Editor’s Note: Frequent Fox and Hounds contributor, Joe Mathews, will give his unique perspective on all eleven November ballot measures over the course of the next month. He will take them in the order they appear on the ballot.

Some initiatives are ungenerous. They have only one good idea. Prop 31 has a half-dozen of them.

Prop 31 takes a series of proven accounting rules for state budgets – and applies them all.

Cynics would say this is too much. That putting multiple rules in might have unintended consequences. That the state already has too many budget rules. Some of these critics even say that Prop 31 is monstrously long and complicated – longer than the U.S. constitution.

These cynics and critics are forgetting the simple adage. If one good rule is good, then six good rules is better.

Even better is six different ballot initiatives wrapped up in one.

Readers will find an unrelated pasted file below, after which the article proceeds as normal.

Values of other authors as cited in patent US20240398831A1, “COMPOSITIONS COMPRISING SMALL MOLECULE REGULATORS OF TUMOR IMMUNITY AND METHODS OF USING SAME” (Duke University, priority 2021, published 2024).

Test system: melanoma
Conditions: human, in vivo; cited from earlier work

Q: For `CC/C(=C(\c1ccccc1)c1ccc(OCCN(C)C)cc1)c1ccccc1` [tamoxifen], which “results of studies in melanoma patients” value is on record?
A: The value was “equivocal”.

That’s Prop 31. And here’s another thing people are forgetting: surprises are fun.

Prop 31 would be full of surprises. How would all these new budget rules interact with the broken budget system? Who knows? No one, but the answer is sure to be surprising. And what’s wrong with surprises?

A surprise is better than bad news, and all we’ve got in California governance is bad news.

Another part of the measure allows local governments to band together and solve problems, even if it means exempting themselves from some rules.

Now, it’s true that California’s local governments are the source of much of the over-spending, unsustainable employee compensation, and corruption in the state. So why give them more freedom?

Because those problems are all the result of governments operating on their own. But if you put a bunch of problematic governments together and let them cooperate, they’ll solve each other’s problems.